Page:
VARANASI: It is impossible for Jagesari Devi (32), a tribal woman of Sonebhadra district, to forget the fateful day when she became a victim of witch hunting and her tongue was chopped off. She was branded a ‘dayan’ (witch) by a local ‘ojha’ (sorcerer). Though her wounds have healed, the scars remain forever. The unforgettable nightmare has rendered the Holi festival colourless for her.
“Am I really a dayan,” wonders Jagesari, wife of Ramashankar and a native of Karahiya village under Dudhi police station in Myorpur Block of Sonebhadra district. Following this inhuman act of others, today she can neither speak properly nor can eat or drink with ease.
In her testimony to a human rights organisation, Peoples Vigilance Committee on Human Rights (PVCHR), she narrated her ordeal with the hope to get justice.
The daughter of her brother-in-law Sahdev died due to illness on August 1, 2010. When she went to his house to condole the death, she saw that a local sorcerer was also present there. He started claiming that Jagesari was a dayan and had caused the death. Soon, the orthodox people were supporting the man who chopped off her tongue in punishment. She cried out for help, but no one heard her cries. Somehow, her husband managed to rush her to a hospital for treatment.
“After being labelled a witch and facing physical torture and social humiliation, how can she be expected to lead a normal life?” questioned Lanin Raghuvanshi of PVCHR. The PVCHR, in association with the Rehabilitation and Research Centre for Torture Victims of Denmark, organised a programme of public hearing recently in the city to hear the story of Jagesari and other such victims of witch hunting. The volunteers tried to document the cases of witch hunting in remote villages of Sonebhadra.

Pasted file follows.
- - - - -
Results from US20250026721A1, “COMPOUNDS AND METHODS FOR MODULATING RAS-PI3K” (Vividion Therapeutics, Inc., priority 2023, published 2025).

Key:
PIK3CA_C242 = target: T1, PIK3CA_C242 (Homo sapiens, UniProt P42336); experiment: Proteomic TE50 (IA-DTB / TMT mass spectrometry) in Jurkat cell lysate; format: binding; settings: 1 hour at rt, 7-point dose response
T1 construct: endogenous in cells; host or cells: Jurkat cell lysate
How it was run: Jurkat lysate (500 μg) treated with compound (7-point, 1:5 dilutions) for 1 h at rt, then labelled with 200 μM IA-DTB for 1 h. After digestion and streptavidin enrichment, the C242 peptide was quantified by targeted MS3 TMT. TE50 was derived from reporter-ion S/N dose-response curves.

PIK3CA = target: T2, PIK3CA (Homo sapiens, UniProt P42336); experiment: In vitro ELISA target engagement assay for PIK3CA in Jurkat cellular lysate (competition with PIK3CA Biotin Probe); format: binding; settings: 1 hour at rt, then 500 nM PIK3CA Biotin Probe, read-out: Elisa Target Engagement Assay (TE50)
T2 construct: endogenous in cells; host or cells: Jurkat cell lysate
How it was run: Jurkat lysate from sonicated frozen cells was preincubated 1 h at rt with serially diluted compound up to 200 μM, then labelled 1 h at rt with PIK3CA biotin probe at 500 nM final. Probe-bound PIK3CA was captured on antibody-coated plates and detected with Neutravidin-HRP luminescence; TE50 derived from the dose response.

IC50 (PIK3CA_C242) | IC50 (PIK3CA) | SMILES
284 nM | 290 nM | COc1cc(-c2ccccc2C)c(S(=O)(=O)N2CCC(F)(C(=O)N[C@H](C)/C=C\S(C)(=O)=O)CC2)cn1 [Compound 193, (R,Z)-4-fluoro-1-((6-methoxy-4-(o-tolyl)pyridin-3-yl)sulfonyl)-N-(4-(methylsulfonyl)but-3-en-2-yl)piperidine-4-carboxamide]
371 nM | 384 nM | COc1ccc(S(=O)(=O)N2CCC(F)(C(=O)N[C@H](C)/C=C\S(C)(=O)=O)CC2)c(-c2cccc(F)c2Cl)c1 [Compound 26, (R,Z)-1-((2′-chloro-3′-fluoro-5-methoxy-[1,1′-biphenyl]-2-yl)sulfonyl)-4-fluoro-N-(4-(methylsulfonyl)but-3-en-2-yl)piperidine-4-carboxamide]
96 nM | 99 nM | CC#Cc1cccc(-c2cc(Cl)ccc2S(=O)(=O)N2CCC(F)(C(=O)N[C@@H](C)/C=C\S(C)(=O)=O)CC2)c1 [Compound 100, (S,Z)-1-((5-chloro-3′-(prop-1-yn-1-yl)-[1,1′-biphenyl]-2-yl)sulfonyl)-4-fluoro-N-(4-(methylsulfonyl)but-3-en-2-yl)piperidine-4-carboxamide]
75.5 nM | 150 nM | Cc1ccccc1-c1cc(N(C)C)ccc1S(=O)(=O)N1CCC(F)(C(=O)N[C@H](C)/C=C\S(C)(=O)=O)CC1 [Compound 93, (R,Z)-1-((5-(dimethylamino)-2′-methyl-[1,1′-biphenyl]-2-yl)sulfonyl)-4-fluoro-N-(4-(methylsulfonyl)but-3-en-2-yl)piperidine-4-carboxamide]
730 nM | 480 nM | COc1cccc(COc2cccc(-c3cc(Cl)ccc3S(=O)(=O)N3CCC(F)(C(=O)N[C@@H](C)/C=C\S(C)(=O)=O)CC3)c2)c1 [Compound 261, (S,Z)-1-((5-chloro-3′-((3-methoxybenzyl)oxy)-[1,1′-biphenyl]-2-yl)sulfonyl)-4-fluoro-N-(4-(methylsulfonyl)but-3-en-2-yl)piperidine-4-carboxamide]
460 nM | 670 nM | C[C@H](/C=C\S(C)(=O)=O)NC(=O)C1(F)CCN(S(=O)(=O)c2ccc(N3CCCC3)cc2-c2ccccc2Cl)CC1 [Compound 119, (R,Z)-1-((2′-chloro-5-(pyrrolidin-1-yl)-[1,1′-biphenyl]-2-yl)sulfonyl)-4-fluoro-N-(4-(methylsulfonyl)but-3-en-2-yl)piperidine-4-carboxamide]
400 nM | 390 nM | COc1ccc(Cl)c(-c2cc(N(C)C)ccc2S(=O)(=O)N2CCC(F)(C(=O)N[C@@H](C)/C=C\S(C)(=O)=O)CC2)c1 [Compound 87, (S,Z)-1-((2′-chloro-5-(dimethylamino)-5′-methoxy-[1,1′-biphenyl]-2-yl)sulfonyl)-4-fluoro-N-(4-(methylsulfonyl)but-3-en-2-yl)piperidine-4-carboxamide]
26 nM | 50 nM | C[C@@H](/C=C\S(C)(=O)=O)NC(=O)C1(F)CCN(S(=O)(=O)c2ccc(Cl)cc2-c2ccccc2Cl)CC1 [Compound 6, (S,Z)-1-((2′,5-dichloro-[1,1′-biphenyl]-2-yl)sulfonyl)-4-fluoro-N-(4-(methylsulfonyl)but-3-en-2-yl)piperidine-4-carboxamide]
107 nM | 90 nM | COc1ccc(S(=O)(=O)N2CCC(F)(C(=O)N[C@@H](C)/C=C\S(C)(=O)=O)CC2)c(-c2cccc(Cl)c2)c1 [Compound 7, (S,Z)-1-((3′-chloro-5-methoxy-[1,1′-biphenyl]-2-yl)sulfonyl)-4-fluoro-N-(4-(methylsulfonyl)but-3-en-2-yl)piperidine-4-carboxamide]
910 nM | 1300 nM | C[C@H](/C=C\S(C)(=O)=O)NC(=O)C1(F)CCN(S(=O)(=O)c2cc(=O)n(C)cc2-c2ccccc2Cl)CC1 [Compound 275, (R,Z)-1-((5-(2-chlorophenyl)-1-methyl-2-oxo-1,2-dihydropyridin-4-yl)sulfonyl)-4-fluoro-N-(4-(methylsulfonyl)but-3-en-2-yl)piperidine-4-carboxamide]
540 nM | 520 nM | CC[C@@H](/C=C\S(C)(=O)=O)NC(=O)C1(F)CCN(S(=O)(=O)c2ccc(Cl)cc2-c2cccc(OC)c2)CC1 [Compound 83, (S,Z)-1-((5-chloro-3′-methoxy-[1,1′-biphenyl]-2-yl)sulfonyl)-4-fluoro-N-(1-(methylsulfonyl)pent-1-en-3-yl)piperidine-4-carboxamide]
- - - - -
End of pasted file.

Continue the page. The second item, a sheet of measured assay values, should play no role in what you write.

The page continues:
According to Raghuvanshi, poor and low-caste women are easily branded as witches, mostly in tribal areas. The woman once branded a witch finds it impossible to get rid the stigma. She is subjected to violent acts like physical torture and social humiliation, even to the extent of being stripped naked.
Manbasia (45) is another woman who has been subjected to inhuman ordeal in Ghaghari Tola Sahgora village, under Babhani police station, in Myorpur block of Sonebhadra district. After the demise of a boy in the village, she was not only attacked with sharp weapons but also paraded naked in public on July 17, 2010. “I was not a dayan, then why was I paraded naked?” she questioned. Her husband Jodhilal said he had to mortgage his land for his wife’s treatment.
However, officials of both police stations categorically denied that such cases had ever taken place in their respective areas. Both Vijaymal Singh Yadav, inspector of Dudhi police station, and Asharam Goyal, inspector of Babhani police station, when contacted over phone on Thursday told TOI that they had no information about witch hunting or practice of witchcraft in their area. However, in another case of witch hunting, a woman Somari Devi (40), wife of Dinesh Gond and native of Baliyari village under Dudhi police station, was also humiliated on January 14, 2011. A local native after branding her a witch, pushed her into fire. Her saree was burnt, however, her husband saved her. In her testimony, she alleged that the police did not register her complaint. Instead of punishing the culprit, the police let him off scot-free, she said.
Raghuvanshi says there are many factors responsible for the prevalence of witch hunting. One of the reasons is socio-economic. Generally witch hunters do so for property (grabbing) reasons. Sometime women become victims for refusing sexual advances. But, in most of the cases, women suffer because they are unable to get any help from the society. “Most of the cases go unreported,” he said and added “police do not play a positive role in stopping harassment of women in the name of witchcraft practice.”